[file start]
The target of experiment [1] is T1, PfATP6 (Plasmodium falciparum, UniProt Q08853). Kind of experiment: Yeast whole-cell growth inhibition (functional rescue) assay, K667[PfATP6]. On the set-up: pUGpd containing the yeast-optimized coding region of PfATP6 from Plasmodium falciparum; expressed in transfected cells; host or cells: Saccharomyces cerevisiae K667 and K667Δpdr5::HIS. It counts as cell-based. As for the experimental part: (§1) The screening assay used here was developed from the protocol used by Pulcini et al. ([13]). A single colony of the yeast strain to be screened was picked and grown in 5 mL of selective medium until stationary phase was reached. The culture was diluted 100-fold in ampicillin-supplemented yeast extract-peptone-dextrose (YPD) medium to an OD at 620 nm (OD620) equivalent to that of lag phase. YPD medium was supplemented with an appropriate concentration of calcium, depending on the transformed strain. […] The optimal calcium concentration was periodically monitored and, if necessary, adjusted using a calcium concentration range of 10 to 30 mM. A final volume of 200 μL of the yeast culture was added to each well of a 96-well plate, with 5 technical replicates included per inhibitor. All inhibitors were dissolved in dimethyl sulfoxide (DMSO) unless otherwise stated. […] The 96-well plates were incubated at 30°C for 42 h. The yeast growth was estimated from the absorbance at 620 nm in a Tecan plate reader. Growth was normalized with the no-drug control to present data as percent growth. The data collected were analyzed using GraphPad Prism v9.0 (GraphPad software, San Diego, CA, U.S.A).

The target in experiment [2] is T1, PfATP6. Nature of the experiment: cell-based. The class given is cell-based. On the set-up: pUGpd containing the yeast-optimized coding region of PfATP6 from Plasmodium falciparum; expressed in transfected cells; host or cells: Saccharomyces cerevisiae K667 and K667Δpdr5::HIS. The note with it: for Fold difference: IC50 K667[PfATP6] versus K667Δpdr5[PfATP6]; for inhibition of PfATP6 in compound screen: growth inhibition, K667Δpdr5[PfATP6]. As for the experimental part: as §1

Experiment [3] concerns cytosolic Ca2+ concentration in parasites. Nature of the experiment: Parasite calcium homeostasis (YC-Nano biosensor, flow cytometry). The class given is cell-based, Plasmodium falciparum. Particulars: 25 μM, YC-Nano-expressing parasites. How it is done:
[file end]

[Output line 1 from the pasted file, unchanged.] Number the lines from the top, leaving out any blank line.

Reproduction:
The target of experiment [1] is T1, PfATP6 (Plasmodium falciparum, UniProt Q08853). Kind of experiment: Yeast whole-cell growth inhibition (functional rescue) assay, K667[PfATP6]. On the set-up: pUGpd containing the yeast-optimized coding region of PfATP6 from Plasmodium falciparum; expressed in transfected cells; host or cells: Saccharomyces cerevisiae K667 and K667Δpdr5::HIS. It counts as cell-based. As for the experimental part: (§1) The screening assay used here was developed from the protocol used by Pulcini et al. ([13]). A single colony of the yeast strain to be screened was picked and grown in 5 mL of selective medium until stationary phase was reached. The culture was diluted 100-fold in ampicillin-supplemented yeast extract-peptone-dextrose (YPD) medium to an OD at 620 nm (OD620) equivalent to that of lag phase. YPD medium was supplemented with an appropriate concentration of calcium, depending on the transformed strain. […] The optimal calcium concentration was periodically monitored and, if necessary, adjusted using a calcium concentration range of 10 to 30 mM. A final volume of 200 μL of the yeast culture was added to each well of a 96-well plate, with 5 technical replicates included per inhibitor. All inhibitors were dissolved in dimethyl sulfoxide (DMSO) unless otherwise stated. […] The 96-well plates were incubated at 30°C for 42 h. The yeast growth was estimated from the absorbance at 620 nm in a Tecan plate reader. Growth was normalized with the no-drug control to present data as percent growth. The data collected were analyzed using GraphPad Prism v9.0 (GraphPad software, San Diego, CA, U.S.A).